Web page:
The Ark of Taste collects small-scale, quality products that belong to the culture, history and traditions of peoples around the planet. Not only is flavour a criteria, but also distinctive quality, links to local traditions, limited quantities and a risk of extinction.
The product was also nominated by Slow Food Canada as an ambassador of Indigenous Products for Canada to attend the prestigious Terra Madre Salone del Gusto in Italy, along with unique foods from 130 other countries to be presented to more than 400,000 foodies this October.
This acceptance is an achievement that Okanagan Nation Alliance fisheries biologist Richard Bussanich is proud of after years of effort to restore the historic run of salmon up the Columbia River system into Osoyoos Lake in the Okanagan Basin.
The Okanagan salmon were threatened due to loss of habitat; barriers to their return up the Columbia River from impassable dams; over-harvest; and climate change, until the Okanagan Nation Alliance (ONA), along with governments and corporations on both sides of the international border, embarked on a joint effort in 2003 to re-establish the historic runs.
Another reason this unique fish was selected is that the catch is from a small artisanal fishery that is based on annually-appropriate harvests, depending on the number of fish returning to the Okanagan from a 1,200-kilometre, three-year migration into the ocean and back up the danger-fraught Columbia River system.
As a result of the rigours of the journey and the inhospitable climate of the Okanagan, this sockeye salmon has evolved into a virtual ‘protein bar,’ with smaller size than other sockeye, but more-dense protein and calories, explains Bussanich.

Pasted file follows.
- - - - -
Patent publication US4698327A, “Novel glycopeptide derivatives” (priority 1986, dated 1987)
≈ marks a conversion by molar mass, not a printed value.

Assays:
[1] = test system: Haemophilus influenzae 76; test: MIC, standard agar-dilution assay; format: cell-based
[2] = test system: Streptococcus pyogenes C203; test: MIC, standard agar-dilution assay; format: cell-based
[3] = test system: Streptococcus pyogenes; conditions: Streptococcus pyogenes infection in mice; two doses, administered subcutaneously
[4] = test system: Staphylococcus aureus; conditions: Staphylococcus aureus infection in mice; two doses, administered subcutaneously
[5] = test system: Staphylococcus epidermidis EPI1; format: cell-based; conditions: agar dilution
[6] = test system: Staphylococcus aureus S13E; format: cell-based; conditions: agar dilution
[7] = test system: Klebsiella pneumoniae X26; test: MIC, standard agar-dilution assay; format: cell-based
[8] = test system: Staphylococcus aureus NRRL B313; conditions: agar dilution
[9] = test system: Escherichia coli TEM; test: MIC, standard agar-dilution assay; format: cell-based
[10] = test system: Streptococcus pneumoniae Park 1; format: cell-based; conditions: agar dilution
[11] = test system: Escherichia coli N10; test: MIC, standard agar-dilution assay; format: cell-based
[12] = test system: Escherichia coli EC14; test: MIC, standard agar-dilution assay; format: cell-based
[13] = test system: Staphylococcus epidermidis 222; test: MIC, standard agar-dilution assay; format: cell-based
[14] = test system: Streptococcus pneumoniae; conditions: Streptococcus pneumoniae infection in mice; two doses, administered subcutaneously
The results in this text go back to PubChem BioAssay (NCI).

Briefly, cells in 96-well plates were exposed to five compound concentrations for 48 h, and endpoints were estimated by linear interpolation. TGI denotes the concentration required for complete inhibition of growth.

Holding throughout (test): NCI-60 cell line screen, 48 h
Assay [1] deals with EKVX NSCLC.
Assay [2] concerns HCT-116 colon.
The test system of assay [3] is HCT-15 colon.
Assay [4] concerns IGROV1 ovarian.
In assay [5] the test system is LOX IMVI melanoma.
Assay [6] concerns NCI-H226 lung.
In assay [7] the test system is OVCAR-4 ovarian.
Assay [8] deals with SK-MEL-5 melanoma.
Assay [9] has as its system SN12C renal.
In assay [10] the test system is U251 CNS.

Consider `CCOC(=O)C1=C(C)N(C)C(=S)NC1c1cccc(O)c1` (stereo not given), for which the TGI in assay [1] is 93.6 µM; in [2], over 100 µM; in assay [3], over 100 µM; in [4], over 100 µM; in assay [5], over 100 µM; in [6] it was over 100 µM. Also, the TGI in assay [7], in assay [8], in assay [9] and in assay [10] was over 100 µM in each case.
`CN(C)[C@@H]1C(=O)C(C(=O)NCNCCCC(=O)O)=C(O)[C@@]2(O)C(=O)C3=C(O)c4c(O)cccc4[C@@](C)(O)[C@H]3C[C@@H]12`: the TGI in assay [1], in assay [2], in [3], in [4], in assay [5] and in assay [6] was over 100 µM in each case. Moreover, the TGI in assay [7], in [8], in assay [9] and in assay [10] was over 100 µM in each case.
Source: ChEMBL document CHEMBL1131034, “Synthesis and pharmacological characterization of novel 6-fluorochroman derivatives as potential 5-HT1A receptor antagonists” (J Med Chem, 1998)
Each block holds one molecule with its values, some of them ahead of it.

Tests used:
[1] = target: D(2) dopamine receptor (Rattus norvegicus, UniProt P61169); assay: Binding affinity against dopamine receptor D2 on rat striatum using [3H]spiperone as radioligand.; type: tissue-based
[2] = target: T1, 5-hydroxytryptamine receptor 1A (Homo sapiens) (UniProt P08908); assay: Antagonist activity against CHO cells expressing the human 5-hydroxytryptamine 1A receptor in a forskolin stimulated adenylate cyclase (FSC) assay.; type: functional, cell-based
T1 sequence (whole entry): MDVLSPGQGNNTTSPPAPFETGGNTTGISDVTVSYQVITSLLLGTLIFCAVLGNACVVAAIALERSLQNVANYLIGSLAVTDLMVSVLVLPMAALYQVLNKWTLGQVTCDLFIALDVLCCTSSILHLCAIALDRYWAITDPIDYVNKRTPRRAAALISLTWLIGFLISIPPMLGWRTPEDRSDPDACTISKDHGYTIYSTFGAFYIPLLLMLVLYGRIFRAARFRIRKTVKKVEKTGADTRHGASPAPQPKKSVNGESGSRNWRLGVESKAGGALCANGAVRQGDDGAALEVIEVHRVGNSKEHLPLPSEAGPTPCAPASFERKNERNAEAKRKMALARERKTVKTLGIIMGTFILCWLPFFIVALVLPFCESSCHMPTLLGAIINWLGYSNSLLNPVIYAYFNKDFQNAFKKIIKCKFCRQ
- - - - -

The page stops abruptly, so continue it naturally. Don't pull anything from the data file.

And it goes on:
“Other stocks couldn’t survive in this system,” he says, due to the higher water temperatures and lower oxygen levels they experience here.
“They evolved for the environment they live in. They’re unlike any other fish,” he notes. “It confounds what you would expect after travelling 1,200 kilometres upstream, but when they were tested at UBC it was found that they contained a higher caloric count than any other salmon stock. They’re a very unique fish.”
Fishing them is conducted in line with First Nations food and social needs but provides economic opportunities for the whole community due to the manner in which the salmon is allocated and managed.
“This is a responsible, respectful and relevant fishery,” notes Bussanich. “We’re not out to gorge ourselves. Instead less is more. It’s a gift, so even a forkful is participating,” he explains.
This year, a new addition to the combination of First Nations food fishery and recreational fishery is a pilot project to permit anglers to join the commercial fishery on Osoyoos Lake. It’s an opportunity to experience it while contributing to the cost of monitoring stocks, research and development and continued habitat restoration so the runs continue to be sustainable.
Recreational anglers will be allowed to register for a permit to fish as part of the commercial fleet on Osoyoos Lake, but in their own boats and using their own gear, in return for a small share in the catch. (Fish survival from releases when they are stressed by high summer temperatures, is often low.)
The funds recovered from sale of the salmon caught commercially will be used locally to continue monitoring the runs and restoring fish habitat.
Habitat is the limiting factor that makes this fishery viable.
It’s forecast that 220,000 sockeye will return this year to the Wells Dam, just south of the international border on the Okanagan River, yet 67,000 is the optimal number of spawners to ensure good egg-to-fry survival on the existing spawning grounds in Canada, explains Bussanich.
This will be one of the top three runs of Okanagan sockeye to return since 1938. Sockeye salmon live a four-year cycle, returning to where they were born to lay eggs before dying.
The goal is to take 10,000 fish, which would allow the fishery to break even and the goal is to use as much as possible fresh, in the Okanagan, where the economic returns stay in the valley, explains Bussanich.
“It’s lake to plate in 24 hours,” he adds.
However, any surplus product is smoked, canned or made into Indian candy, under the Okanagan Select brand.
Whether you’re a historian, an angler or a food lover, the opportunity to experience this pilot project is intriguing.